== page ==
Working trade shows (Part 1)

February 18, 2013

One of the most productive ways to do your own competitive intelligence is to learn how to work the trade show, or expo or conference A recent issue of Bloomberg Businessweek praised one entrepreneur as “an old hand at tradeshows” noting that “and as we walked the Expo floor he checked out his competition”.[1]

“Checked out his competition”, a wonderful phrase to hear.

Exactly what should you be doing to check out your competition at a trade show. First let’s touch on what not to do: do not pretend to be something or someone you are not. In most trade shows you have a badge identifying you by name and organization, that is, probably color-coded as well when to indicate whether you are a vendor a potential customer the media and attendee etc. Honesty is the best policy. Be who you are.

Now, once you are there, you should do is take a look at the list of vendors and determine which of your competitors are present and, perhaps as importantly, which ones are not present. Did you expect to see particular firm there? Why are they not there? That may mark the beginning of an inquiry into a potential new opening in the market space.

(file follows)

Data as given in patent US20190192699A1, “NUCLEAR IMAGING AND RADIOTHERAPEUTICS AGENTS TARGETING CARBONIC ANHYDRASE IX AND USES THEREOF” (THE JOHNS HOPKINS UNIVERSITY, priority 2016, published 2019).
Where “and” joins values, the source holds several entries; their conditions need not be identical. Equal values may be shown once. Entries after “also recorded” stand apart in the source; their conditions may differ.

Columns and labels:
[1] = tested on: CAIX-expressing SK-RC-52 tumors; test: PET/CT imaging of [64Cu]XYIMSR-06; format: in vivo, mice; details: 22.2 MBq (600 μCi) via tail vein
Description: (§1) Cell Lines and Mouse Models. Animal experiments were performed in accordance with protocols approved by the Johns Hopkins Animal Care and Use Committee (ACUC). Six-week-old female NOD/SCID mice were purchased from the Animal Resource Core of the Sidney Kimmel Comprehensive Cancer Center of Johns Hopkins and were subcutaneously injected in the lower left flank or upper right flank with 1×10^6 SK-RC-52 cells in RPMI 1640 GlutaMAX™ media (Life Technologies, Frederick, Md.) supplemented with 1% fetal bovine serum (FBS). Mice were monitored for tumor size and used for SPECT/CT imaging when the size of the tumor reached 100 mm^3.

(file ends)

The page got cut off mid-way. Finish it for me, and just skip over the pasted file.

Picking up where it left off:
Now take a quick look at the floor plan. Who spent a lot of money on space and who seems to be spending less money than last year? Those buying more space or more expensive space than last may be more dangerous to you in the near term than they are now. The reverse could be true for those that cut back on marketing expenses at the trade show. Does that mark something significant?

Don’t be afraid to walk around and look at your competitors’ displays. Even take a picture. It is an open session and you are behaving openly. If you are working with a number of people at the trade show, it would be useful to detail one or more of them to actually visit the booths, displays etc. and listen to what your competitors are saying and to see what they are displaying.

What else should you do? I’ll cover that in future blogs.

[1]Matthew Power, Apocalypse 24/7, Bloomberg Businessweek, Feb. 18-24, 2013, 63.

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